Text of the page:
Measured data and modelled outputs using PEM and CAFAC identification methods.

The obtained model was tested in simulations by implementing a state observer and a linear quadratic controller (LQ) for the model. The same was done in [

The estimation error of the observer in

Rotor displacement with the CAFAC model when control is switched on after 3 seconds.

It is also necessary to consider the control signal because the test equipment can produce voltages in the range of ±100 V, and naturally the voltage levels should not be very high in a properly working controller. Figure

Control voltage of the LQ controller with CAFAC model when control is switched off after 3 seconds.

The same simulations were also done with the black box model, which was identified using PEM, and the controller was tuned in the same manner. In this case the controller reduced vibrations in the simulations by 70.0% and 64.2%. The result is displayed in Figure

Rotor displacement with the PEM model when control is switched on after 3 seconds.

Control voltage of the LQ controller with PEM model when control is switched on after 3 seconds.

In this paper, we used a knowledge-based Artificial Fish-Swarm optimization algorithm to identify the parameters of an actuator model in an electrical machine. The culture framework was invested to direct the crossover operation in the AFA. In the culture framework, the situation knowledge and the normative knowledge were employed to guide the evolution of the Artificial Fish-Swarm optimization. The crossover operation can help the artificial fish jump out of the local optimum without losing the characteristics of the previous generation. The proposed knowledge-based Artificial Fish-Swarm optimization can improve the performance of the original Artificial Fish-Swarm optimization and can be applied, for example, to find parameter values for a model of an actuator used for vibration control of rotor in an induction motor. Realistic values for the components of a structural first-principles electromechanical model were obtained, which improved the earlier identification results considerably. The results compared well with those obtained by PEM identification, but because the latter does not provide physical parameter values, the method presented in the paper can be considered an improvement. Also, the nature-inspired evolutionary algorithms considered are particularly interesting, because they are computationally effective and reasonably easy to understand. Also, they do not need computation of gradients. For the future works, a time-varying model must be considered. In order to do that, more knowledge in the culture framework should be invested and more swarm intelligence must be tested to succeed in parameter identification.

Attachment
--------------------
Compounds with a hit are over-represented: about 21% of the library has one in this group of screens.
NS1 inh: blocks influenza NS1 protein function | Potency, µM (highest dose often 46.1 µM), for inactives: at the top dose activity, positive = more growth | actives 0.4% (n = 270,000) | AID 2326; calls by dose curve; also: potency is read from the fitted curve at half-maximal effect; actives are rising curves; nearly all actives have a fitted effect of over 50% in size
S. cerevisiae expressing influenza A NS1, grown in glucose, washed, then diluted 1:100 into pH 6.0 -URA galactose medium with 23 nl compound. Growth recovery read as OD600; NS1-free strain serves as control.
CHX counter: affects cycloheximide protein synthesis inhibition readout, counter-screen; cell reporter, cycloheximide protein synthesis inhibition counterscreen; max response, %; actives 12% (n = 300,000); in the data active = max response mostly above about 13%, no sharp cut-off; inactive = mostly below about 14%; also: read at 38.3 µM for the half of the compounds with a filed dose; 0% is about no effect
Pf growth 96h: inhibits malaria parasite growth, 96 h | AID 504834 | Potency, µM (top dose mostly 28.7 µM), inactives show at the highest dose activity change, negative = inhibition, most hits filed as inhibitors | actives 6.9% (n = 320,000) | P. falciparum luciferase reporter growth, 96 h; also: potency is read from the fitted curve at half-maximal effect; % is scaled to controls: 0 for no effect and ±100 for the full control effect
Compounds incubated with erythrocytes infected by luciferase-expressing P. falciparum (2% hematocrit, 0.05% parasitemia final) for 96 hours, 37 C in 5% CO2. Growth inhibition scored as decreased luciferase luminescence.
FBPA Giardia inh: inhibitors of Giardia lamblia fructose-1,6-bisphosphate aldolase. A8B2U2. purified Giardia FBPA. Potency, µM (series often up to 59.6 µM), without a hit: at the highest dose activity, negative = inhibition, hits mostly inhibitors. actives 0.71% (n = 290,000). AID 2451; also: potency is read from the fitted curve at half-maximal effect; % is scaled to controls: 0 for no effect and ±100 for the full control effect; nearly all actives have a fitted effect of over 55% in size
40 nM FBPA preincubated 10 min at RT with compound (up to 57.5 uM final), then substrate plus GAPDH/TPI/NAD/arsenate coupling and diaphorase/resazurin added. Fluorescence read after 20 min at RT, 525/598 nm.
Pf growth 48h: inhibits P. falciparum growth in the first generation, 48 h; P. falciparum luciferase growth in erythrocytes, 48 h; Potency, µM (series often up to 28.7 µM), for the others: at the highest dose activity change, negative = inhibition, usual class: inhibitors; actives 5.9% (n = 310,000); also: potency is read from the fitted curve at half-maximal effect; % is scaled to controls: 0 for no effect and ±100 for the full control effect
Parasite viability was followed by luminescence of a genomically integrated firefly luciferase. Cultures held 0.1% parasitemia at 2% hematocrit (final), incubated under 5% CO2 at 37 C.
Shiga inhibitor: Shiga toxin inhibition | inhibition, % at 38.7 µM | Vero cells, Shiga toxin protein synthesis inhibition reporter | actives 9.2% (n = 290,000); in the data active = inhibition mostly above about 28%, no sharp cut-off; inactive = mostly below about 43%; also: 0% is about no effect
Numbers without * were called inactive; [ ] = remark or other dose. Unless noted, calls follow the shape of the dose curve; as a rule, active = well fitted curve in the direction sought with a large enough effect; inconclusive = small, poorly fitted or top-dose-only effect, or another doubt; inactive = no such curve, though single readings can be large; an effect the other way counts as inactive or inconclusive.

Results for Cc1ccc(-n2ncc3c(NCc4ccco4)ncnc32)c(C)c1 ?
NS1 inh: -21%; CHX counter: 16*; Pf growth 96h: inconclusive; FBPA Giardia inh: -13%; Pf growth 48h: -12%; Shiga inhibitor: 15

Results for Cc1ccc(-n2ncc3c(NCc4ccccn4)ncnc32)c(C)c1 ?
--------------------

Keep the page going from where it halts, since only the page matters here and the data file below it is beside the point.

This research work was funded by the Academy of Finland under Grants 135225 and 127299 and the NSFC under Grant no. 60874084.